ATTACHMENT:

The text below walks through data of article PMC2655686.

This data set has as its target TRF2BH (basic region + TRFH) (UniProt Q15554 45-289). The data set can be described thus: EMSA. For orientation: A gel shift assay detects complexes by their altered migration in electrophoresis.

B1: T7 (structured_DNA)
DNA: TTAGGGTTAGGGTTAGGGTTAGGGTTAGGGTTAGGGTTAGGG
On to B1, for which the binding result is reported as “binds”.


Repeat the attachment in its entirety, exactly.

The text below walks through data of article PMC2655686.

This data set has as its target TRF2BH (basic region + TRFH) (UniProt Q15554 45-289). The data set can be described thus: EMSA. For orientation: A gel shift assay detects complexes by their altered migration in electrophoresis.

B1: T7 (structured_DNA)
DNA: TTAGGGTTAGGGTTAGGGTTAGGGTTAGGGTTAGGGTTAGGG
On to B1, for which the binding result is reported as “binds”.